A previous study showed that transgenic plants, in which SlARF7 transcript levels were reduced by an RNA interference (RNAi) approach, produced parthenocarpic fruits (De Jong et al., 2009b). The characteristics of these fruits suggest that SlARF7 is involved in the hormonal regulatory mechanisms of both auxin and GA during the early stages of fruit development. One of these characteristics was the thick pericarp of the transgenic fruits compared with the pericarp of wild-type developing fruits of 3 cm in diameter, resulting in smaller locules. This thick pericarp was the result of increased cell expansion, while no obvious difference in cell number was observed (De Jong et al., 2009b). In this study, the pericarp of both wild-type and transgenic fruits was analysed during the early stages of fruit development. In general, the pericarp is composed of parenchyma cells that are differentiated into three layers: the endocarp, mesocarp, and exocarp (Gillaspy et al., 1993). These fruits were collected before and during the early stages of fruit development, ranging from unpollinated ovaries collected at anthesis to fruits that were 10 mm in diameter (Fig. 1). At anthesis, there were no clear differences between the pericarp of wild-type and transgenic ovaries (Fig. 1A, F), but in 3–4 mm fruits, corresponding to 6 d post anthesis (DPA), the difference in cell size between the pollinated wild-type fruits and parthenocarpic transgenic fruit became visible. At this stage, the cells in the exocarp were dividing, while most cells in the mesocarp and endocarp had already started to expand. Nevertheless, the cells in the mesocarp and endocarp of the transgenic fruits were bigger compared with the cells in wild-type fruits (Fig. 1B, G). This difference in cell size became even more apparent during the next stages: 5–6 mm, 7–8 mm, and 9–10 mm fruits, corresponding to approximately 8, 10, and 12 DPA, respectively (Fig. 1C–E, H–J). Detailed analysis of the pericarp cells from 5–6 mm fruits (Table 1) showed that, in the transgenic fruits, the average cell area of the exocarp cells, located at the outer 4–6 cell layers of the pericarp, and the average cell area of the mesocarp cells were significantly increased compared with that of wild-type fruits (P <0.05, Student's t test). The analysis of the pericarp cells from these fruits also showed that the number of dividing cells was significantly decreased in both exocarp and mesocarp of the transgenic fruits, compared with the number of dividing cells in the pericarp of wild-type fruits (P <0.05, Student's t test). This aspect was also manifested by the cell division planes, visible in the mesocarp of 3–4 mm and 5–6 mm wild-type fruits, but absent in the mesocarp of transgenic fruits (Fig. 1B, C, G, J). However, the fact that no difference in cell number was observed in the later stages of fruit development (De Jong et al., 2009b), suggests that the rate of cell division in the RNAi SlARF7 fruits might be reduced but also that the period in which cell division takes place is prolonged, resulting in a similar number of cells as in wild-type fruits at the later stages of fruit development.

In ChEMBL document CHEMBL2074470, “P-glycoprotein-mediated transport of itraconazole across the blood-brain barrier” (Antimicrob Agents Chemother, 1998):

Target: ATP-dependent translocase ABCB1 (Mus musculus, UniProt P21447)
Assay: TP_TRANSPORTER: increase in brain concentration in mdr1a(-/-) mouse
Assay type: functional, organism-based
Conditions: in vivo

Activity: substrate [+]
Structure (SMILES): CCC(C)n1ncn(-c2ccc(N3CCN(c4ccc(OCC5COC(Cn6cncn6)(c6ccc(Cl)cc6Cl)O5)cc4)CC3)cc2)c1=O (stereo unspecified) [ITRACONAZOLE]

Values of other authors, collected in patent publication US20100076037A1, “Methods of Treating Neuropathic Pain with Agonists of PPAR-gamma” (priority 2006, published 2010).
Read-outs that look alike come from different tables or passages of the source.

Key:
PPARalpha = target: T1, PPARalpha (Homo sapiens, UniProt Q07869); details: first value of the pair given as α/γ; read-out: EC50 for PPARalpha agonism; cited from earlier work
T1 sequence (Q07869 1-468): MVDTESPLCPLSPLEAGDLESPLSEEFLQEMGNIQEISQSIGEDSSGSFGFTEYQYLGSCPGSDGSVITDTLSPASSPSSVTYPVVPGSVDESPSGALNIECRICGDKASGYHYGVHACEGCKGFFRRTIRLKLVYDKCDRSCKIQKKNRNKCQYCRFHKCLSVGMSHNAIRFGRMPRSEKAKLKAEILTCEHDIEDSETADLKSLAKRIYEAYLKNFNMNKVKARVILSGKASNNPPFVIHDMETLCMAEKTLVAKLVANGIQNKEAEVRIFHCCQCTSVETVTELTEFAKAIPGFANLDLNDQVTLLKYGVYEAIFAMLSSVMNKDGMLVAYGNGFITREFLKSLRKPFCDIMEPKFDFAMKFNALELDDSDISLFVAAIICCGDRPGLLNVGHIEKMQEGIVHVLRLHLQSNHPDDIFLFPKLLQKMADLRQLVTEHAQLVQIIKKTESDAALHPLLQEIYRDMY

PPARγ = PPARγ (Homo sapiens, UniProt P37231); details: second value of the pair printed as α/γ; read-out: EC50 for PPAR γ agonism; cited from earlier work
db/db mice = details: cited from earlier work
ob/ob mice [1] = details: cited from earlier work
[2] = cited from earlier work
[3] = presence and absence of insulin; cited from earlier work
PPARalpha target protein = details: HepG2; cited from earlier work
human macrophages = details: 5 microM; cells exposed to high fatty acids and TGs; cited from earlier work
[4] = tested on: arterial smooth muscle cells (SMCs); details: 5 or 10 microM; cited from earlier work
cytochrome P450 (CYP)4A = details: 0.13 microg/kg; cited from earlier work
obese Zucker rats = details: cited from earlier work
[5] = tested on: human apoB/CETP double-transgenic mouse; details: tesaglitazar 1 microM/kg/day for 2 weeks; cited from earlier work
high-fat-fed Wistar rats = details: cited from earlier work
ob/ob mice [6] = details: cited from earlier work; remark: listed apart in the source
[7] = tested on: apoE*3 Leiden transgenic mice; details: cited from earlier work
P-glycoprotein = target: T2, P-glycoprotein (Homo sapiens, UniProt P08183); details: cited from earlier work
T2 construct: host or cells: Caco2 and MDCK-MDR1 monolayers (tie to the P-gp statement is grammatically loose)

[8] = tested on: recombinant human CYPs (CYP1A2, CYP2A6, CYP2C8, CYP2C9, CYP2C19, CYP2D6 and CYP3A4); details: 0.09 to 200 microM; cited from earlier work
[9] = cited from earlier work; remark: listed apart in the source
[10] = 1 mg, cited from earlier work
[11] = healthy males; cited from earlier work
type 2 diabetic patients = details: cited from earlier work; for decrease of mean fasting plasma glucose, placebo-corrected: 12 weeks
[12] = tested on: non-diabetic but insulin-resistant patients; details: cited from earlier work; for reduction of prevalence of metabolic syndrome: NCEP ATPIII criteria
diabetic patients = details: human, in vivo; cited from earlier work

To support the histological data, the ovaries and fruits collected for microscopic analysis, were also used for total RNA extraction to analyse the transcript levels of several genes involved in cell division and expansion. Expression analyses by real-time quantitative PCR showed that, in the wild type, mRNA levels of the cell cycle genes SlCDKB2.1 and SlCyclinB1.1 increased after pollination, and subsequently decreased during the later stages of fruit development, as previously described by Joubès et al. (2000, 2001). In the transgenic lines, however, the transcript levels of SlCDKB2.1 were reduced (Fig. 2A). In the wild type, the transcript levels of this gene were highest at the 3–4 mm stage, while in the transgenic lines, transcript levels reached their maximum at the 5–6 mm stage, but this peak was still less than 50% of that found at a similar stage in the wild type. Also the transcript levels of SlCyclinB1.1 were strongly reduced in the transgenic lines, with the exception of the levels at the pre-anthesis and anthesis stage.
In the wild type, transcript levels of cell expansion-related genes encoding for an expansin precursor (SlEXPA5), a pectate lyase (SlPEC), and an endo-xyloglucan transferase (SlXTH1) increased after pollination, confirming the results of Vriezen et al. (2008), who showed that pollination induces several genes involved in cell expansion. Moreover, that study showed that some of these genes, like the SlPEC and SlXTH1, are also induced by GA application. In the transgenic lines, the relative mRNA levels of SlEXPA5 were similar to those in the wild type. However, at the stages from 5–10 mm, the expression of SlPEC and SlXTH1 was much higher than in wild type (Fig. 2B).
Altogether, these expression data support the findings of the microscopic analysis, indicating that once fruit development is initiated in the RNAi SlARF7 lines, cell division activity was de-regulated, whereas cell expansion was increased as compared to wild type.